This targeted support does not seem to be helping those in Cumbria, where the highest percentage of English commons are, as they have been told by the RPA that they must wait on Basic Payment Scheme (BPS) payments, because processing common-land payments is too complex to be dealt with until other claimants have been handled.[20] As early as December 8, three weeks before the final storm of winter 2015 hits the region, NFU Mutual was estimating that damage in the region of £20m had already been inflicted on farms and rural businesses in Cumbria alone. This is devastating news for a region that has seen cereal crops destroyed, cattle being moved to higher ground to prevent huge losses to livestock and sheep being lost to the flooding in some areas.[21]

Thus, as with traditional insurance, the grant system seems to have three major flaws: it requires an assessment of losses which is time-consuming and largely subjective, payouts are slow to process, and the administrative process is costly and intensive.

Innovative solutions to mitigate the effects of climate risk

Fortunately, for those wishing to mitigate the financial effects of unfavourable weather, other financial hedging solutions are available which pay in case of adverse weather conditions. These instruments are called weather-index products, and can be offered to businesses, agricultural cooperatives, municipalities and others as weather derivatives or as insurance products, depending on the local tax, legal and accounting situations. They can also be offered to insurance companies, particularly to cover the severe events. Index-solutions are not new; they were initially introduced in the energy market in the United States some 20 years ago to compensate energy distribution companies in the case a temperature threshold was crossed which would result in lower sales of heating or cooling products by consumers. However, with significant advances in data processing, modelling and forecasting, these products have evolved substantially and are now cheaper, more effective and more widely available than ever.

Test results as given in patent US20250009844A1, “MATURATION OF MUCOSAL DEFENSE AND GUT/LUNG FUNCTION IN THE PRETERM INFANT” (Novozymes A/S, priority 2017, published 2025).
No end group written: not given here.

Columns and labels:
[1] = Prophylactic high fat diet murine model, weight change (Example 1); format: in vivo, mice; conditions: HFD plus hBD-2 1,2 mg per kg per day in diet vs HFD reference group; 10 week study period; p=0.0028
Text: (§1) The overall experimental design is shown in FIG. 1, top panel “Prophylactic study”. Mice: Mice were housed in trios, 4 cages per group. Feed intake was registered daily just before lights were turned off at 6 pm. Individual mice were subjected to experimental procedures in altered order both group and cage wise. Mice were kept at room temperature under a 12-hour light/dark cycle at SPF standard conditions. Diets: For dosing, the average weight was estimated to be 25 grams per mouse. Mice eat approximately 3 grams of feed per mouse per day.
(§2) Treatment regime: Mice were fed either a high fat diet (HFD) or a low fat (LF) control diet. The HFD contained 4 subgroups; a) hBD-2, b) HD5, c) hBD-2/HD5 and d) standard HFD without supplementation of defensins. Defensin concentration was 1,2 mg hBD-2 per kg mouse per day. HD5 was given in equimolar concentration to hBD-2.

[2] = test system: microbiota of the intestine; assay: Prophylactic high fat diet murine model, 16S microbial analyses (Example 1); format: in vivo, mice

Index-based weather derivatives and insurance products protect businesses when weather conditions adversely impact their sales or profits or generate additional cost. The index can be a temperature threshold, rainfall levels, sunshine duration, wind speed, or any other weather variable or combination of variables that represent the weather risk your business is exposed to. The cover is designed to compensate exactly or partially the losses incurred through adverse weather conditions.

The compensation may be fixed when the weather index exceeds a predefined value or progressive if the losses caused by the weather increase in line with the index value. As with any index-based insurance, it is when a pre-defined index value is exceeded that the loss, in traditional insurance terms, occurs. The index value is the sole trigger for compensation, resulting in a quick and automatic payment. Unlike traditional insurance, there is no claim adjustment process, and no additional administrative procedures are required. The result is a more cost-effective, streamlined process.

Meteo Protect, for instance, has the largest team in Europe dedicated to weather risk management. The company offers both index-based weather derivatives and insurance and has revolutionized the weather risk management market by controlling every step of the process from risk assessment to the hedging solution, thanks to its own weather databases, pricing platform and in-house meteorologists, climatologists, analysts, statisticians, computer scientists and actuaries to deliver the right product and transfer the risk in a cost effective way. Without the need for intermediary companies to make a price, there are no unnecessary costs between the client and the risk taker.

For the UK this is particularly relevant, as a recent White Paper released by Meteo Protect entitled, “The Impact of Climate Variability on the Private Sector”, demonstrated that the Gross Domestic Product of the UK is particularly exposed to unseasonal weather. It found that weather anomalies in fact impact the UK more than any other leading economic EU country (including Germany, Spain, France, and Italy). Climate impacts on gross value-added (GVA) for temperature anomalies in the UK total 7,9b Euros and the impact on precipitation anomalies for the UK is second highest (trailing only Germany), totalling 5,2bn Euros. The sectors most affected in the UK by unseasonal weather are public services, retail and transport, and manufacturing and industry. Of these, the retail and transport sector of the UK is the most affected or both temperature and precipitation anomalies, with a combined impact of 1,3bn Euros.[22]

References   [ + ]

2, 7.\nbizarre-advice-cope-future-flooding-luvvie-Michael-Sheen-causes-fury-attack-calls-divert-foreign-aid.html
4, 5, 6, 9.\nt-climate-change-20151228-glw0lw.html
8, 14, 15, 17.\nactly-giving-fight-global-warming-overseas.html